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My A/C hasn't been able to keep up with the heat lately (it's been in the high 90's with high humidity, and today the house was up to about 82 inside even though it's set on 70). I went up into the attic a few minutes ago to see if my untrained eye could see anything wrong with the unit, and I noticed two things:

  1. There is a hissing noise coming from the unit where the refrigerant lines go into the evaporator. I know that I have a TEV, and I've read online that these can sometimes hiss, but I wanted to see if that's likely what the cause is or if it's possibly something else.
  2. Cold air (quite cold) is blowing out of the hole where the refrigerant return line comes out of this box (this is also where I'm hearing the hissing), and the attic was cooler than the rest of my house!

I just had a popular local A/C company out here to investigate, and he said that the unit appeared to have been undercharged from the time it was installed (the house was built in 2006), so he added two pounds of refrigerant. He said that he didn't find any leaks. Are either of these things issues?

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2 Answers 2

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Have you lived there long enough to compare the performance of the system to previous summers? (Sometimes units are undersized, or paired with poor duct design.)

Is the air coming out of the vents cold? Is it as cold as you remember before problems started? Is the airflow at the vents good?

After he added coolant, is the system working better? If yes, the system was low on charge. If not, something else is wrong.

It is possible for the system to be low on charge, but still be able to keep up on days that are moderate (albeit at a lower efficiency than a properly charged system).

It is also possible for there to be a leak, but the HVAC guy missed it. He probably only did a quick leak check (soap bubbles). There are more involved (expensive) tests he can do. However, they may not be necessary. If adding coolant made the system work well, wait and see. If the performance degrades again in a few weeks/months, you have a leak.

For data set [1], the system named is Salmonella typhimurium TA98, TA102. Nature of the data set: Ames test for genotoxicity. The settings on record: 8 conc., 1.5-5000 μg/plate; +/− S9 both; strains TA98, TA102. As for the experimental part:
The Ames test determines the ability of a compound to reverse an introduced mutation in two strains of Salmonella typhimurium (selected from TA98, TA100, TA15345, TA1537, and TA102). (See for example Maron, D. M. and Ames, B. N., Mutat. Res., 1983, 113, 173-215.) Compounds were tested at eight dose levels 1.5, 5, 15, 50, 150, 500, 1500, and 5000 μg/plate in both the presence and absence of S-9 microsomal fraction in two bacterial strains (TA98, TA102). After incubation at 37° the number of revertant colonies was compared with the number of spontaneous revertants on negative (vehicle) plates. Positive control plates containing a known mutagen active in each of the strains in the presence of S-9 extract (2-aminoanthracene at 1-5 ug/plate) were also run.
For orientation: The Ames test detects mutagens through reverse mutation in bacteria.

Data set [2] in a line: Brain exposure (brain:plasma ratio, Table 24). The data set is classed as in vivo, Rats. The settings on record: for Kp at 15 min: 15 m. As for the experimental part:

If there is a leak, it is usually in the outdoor unit, which is exposed to the elements, and takes a beating.

The good news is that the unit is probably still under parts warranty (typically 5 years for a cheap unit, 10 years for a good one), so if there is something expensive wrong, the parts should be covered.

(When was the last time your air filter was replaced? If it's been more than 6mo, look at it and see if it is OK. Replace if necessary. If you aren't up for replacing your air filter at least once a year, you should consider a service contract where the techs do it for you.)

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Actually, another tech came out today and discovered a leak in the evaporator. It is still under warranty, but I'm still looking at paying labor for them to install a new one. As for the filter, I replace the return filters every three months; are there more filters than that? –  Adam Robinson Jul 23 '10 at 2:30
    
Should be just the one filter in the base of the air handler, unless you have a fancy system with anti-allergen stuff. (Count yourself lucky they found the leak so quickly. It took 5 different service calls before we found the leak in my heat pump!) –  msemack Jul 23 '10 at 12:27
    
Oh, there's a filter in the base of the air handler? I doubt that's ever been replaced. –  Adam Robinson Jul 23 '10 at 14:55
    
Depends on the unit (I am mostly familiar with basement installs), but there is usually one main filter right where the main return attaches to the air handler. In basement systems, it is usually at the base of the air handler. –  msemack Jul 23 '10 at 15:03
    
So there are filters on the returns in the house as well as there? –  Adam Robinson Jul 23 '10 at 17:08

I doubt there are filters on the individual returns, just at the main air handler return. I change filters every month (if I remember) because we live in the country and have dogs and cats. Sometimes there's a small drift of hair at the main return in the great room, which is a sign we need to sweep and reminds me to change the AC/furnace filter.

What happens if you don't change your filter often enough is the fan motor burns out much sooner than it should, which will cost a 4 digit number to replace. Last time I replaced the whole furnace/air handler because it only cost $200 more than the fan motor parts.

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